Aside from learning insights into a new robot unit, Hoffman also found that crocheting robot would allow non-engineers to participate in the creation process. Eventually, the vision showed the simple, expressive, and inexpensive platform called Blossom.

With Blossom, a robot unit appears more expressive than standard models, allows more people to get the chance to build their own robot, and results in more distinct robot units. But Hoffman needed help to push the platform.

Social robots can provide emotional assistance to the elderly, children, and people with disabilities or disorders/ Photo By abidal via 123RF


The first author of the study and a doctoral student in Hoffman's lab, Michael Suguitan, helped create Blossom. Together, the two designed the open-source platform with a floating head that uses cables and strings for movement, which made its movement more natural and flexible at the same time, compared to a usual robot composed of rigid parts.

A user who has a Blossom robot can control it using their smartphone puppeteering app. The app activates its movements like bouncing, dancing, and stretching. In terms of building one, the kit is simple enough to let anyone learn how to do it without having to study engineering.

Here are the potentials of the Blossom robotic platform:

- Allows children to grasp the foundations of robotics. Kids can help adults in building the robot unit they want.

- Allows kids and adults to improve their handcrafting skills. Most part of the robot construction involves hands-on interactions with homey materials.

- Allows multiple individuals to work on a single robot. They can include accessories and other attachments to make the unit unique.

- Allows researchers who are not engineers to create their own models. The robots can help them study human-robot interactions without wasting loads of resources.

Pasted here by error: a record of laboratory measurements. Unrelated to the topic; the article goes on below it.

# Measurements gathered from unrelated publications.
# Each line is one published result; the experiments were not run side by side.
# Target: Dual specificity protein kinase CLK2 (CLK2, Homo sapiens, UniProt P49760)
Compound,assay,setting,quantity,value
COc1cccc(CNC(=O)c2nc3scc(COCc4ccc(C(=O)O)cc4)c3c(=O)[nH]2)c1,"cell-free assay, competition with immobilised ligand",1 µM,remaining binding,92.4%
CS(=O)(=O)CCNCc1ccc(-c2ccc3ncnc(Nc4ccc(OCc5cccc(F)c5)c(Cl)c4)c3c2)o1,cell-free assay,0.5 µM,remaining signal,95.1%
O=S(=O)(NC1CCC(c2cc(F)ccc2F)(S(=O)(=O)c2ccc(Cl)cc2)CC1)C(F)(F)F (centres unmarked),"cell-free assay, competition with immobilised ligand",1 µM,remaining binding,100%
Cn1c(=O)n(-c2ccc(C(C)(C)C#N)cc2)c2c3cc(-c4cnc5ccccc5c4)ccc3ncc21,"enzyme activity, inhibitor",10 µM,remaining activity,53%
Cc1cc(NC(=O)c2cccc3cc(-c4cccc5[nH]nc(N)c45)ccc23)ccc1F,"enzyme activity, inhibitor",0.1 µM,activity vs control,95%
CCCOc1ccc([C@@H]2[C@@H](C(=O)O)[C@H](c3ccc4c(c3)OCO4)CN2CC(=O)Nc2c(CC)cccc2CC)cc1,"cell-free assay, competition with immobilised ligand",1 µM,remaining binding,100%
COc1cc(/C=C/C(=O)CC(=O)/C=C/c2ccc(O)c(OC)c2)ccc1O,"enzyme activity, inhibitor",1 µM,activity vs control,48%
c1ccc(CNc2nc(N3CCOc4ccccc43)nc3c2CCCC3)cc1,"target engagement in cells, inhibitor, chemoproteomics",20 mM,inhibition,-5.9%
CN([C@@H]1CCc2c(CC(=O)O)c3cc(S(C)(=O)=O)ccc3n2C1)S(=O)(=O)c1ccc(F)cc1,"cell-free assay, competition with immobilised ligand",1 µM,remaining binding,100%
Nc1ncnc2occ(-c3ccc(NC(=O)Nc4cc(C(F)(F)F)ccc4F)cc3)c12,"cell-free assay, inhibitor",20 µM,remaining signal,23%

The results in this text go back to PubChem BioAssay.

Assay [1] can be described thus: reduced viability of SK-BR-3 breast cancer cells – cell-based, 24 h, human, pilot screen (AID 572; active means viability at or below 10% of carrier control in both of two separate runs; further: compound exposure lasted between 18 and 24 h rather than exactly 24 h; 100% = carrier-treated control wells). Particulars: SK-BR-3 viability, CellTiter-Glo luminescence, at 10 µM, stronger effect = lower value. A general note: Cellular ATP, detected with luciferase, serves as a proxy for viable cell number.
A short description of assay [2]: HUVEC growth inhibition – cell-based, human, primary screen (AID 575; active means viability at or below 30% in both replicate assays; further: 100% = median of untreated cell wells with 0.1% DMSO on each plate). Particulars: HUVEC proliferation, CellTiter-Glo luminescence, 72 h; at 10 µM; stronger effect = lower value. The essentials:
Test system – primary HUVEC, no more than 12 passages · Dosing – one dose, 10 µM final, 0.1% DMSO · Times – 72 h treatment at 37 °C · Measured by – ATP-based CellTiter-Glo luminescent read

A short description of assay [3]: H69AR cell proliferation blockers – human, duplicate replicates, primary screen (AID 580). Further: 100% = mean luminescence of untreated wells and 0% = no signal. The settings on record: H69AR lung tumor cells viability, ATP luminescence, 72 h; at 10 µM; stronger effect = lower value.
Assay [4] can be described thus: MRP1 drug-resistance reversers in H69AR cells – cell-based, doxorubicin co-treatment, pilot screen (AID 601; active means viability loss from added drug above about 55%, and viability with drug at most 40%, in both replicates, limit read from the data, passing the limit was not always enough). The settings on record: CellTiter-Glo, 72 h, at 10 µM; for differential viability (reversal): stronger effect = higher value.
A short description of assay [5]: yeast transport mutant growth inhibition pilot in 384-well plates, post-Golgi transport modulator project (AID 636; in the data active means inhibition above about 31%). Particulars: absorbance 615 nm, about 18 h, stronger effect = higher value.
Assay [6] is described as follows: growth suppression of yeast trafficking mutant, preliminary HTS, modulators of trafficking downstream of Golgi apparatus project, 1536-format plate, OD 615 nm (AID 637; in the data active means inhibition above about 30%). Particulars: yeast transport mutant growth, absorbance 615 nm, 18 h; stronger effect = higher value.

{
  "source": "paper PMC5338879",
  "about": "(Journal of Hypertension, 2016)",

One Blossom would be comprised of wooden materials and soft actuators hidden by the wool or its clothes. This would be the floating head mentioned earlier.

Engineers conducted a case study for Blossom robots that involved children aged four to eight years old. The young participants were permitted to make and control accessories for the platform at a science fair. Some of the kids made appendages or jewelry for Blossom while others showed attachments they could control.

Because of certain attachments made by the kids, such as legs and wings, engineers considered that the participants might have expected that the robot could jump or even fly. However, the current software of the platform prevented those movements until improvements could be implemented.

In a video demonstration, engineers showed that an active Blossom with bunny or cat ears attached to its head can be very expressive. The movements of the ears and the slight bouncing of its entire body mimic a chibi version of the animal. While still in the prototype stage, the robot has machine learning implementation to help it acquire and process information from its surroundings.

At the moment, the cost of the materials for one Blossom robot is about $250, and engineers are planning to create a cardboard-based kit to further lower the cost. They are also working on an algorithm to let Blossom react to YouTube videos, like dancing as a response to a specific song.